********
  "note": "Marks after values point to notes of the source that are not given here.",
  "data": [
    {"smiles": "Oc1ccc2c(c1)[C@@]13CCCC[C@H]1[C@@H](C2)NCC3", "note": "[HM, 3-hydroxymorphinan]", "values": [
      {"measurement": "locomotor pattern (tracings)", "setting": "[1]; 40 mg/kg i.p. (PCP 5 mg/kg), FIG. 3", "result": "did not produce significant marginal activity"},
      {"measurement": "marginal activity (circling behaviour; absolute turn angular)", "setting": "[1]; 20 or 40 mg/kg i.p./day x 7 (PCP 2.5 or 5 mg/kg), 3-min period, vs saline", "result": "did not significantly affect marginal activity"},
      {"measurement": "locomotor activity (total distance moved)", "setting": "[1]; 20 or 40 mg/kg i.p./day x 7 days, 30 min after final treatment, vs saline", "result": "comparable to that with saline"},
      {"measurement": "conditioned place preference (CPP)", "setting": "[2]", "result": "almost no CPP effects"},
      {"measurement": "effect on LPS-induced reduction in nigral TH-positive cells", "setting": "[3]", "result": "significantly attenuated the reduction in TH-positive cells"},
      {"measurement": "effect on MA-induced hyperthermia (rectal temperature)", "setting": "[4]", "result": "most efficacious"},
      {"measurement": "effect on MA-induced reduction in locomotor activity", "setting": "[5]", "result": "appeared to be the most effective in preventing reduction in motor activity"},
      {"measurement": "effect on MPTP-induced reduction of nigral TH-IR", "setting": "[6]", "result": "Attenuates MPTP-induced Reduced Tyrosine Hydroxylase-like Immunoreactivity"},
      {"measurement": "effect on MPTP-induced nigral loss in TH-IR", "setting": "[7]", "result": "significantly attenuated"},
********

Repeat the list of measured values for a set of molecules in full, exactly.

  "note": "Marks after values point to notes of the source that are not given here.",
  "data": [
    {"smiles": "Oc1ccc2c(c1)[C@@]13CCCC[C@H]1[C@@H](C2)NCC3", "note": "[HM, 3-hydroxymorphinan]", "values": [
      {"measurement": "locomotor pattern (tracings)", "setting": "[1]; 40 mg/kg i.p. (PCP 5 mg/kg), FIG. 3", "result": "did not produce significant marginal activity"},
      {"measurement": "marginal activity (circling behaviour; absolute turn angular)", "setting": "[1]; 20 or 40 mg/kg i.p./day x 7 (PCP 2.5 or 5 mg/kg), 3-min period, vs saline", "result": "did not significantly affect marginal activity"},
      {"measurement": "locomotor activity (total distance moved)", "setting": "[1]; 20 or 40 mg/kg i.p./day x 7 days, 30 min after final treatment, vs saline", "result": "comparable to that with saline"},
      {"measurement": "conditioned place preference (CPP)", "setting": "[2]", "result": "almost no CPP effects"},
      {"measurement": "effect on LPS-induced reduction in nigral TH-positive cells", "setting": "[3]", "result": "significantly attenuated the reduction in TH-positive cells"},
      {"measurement": "effect on MA-induced hyperthermia (rectal temperature)", "setting": "[4]", "result": "most efficacious"},
      {"measurement": "effect on MA-induced reduction in locomotor activity", "setting": "[5]", "result": "appeared to be the most effective in preventing reduction in motor activity"},
      {"measurement": "effect on MPTP-induced reduction of nigral TH-IR", "setting": "[6]", "result": "Attenuates MPTP-induced Reduced Tyrosine Hydroxylase-like Immunoreactivity"},
      {"measurement": "effect on MPTP-induced nigral loss in TH-IR", "setting": "[7]", "result": "significantly attenuated"},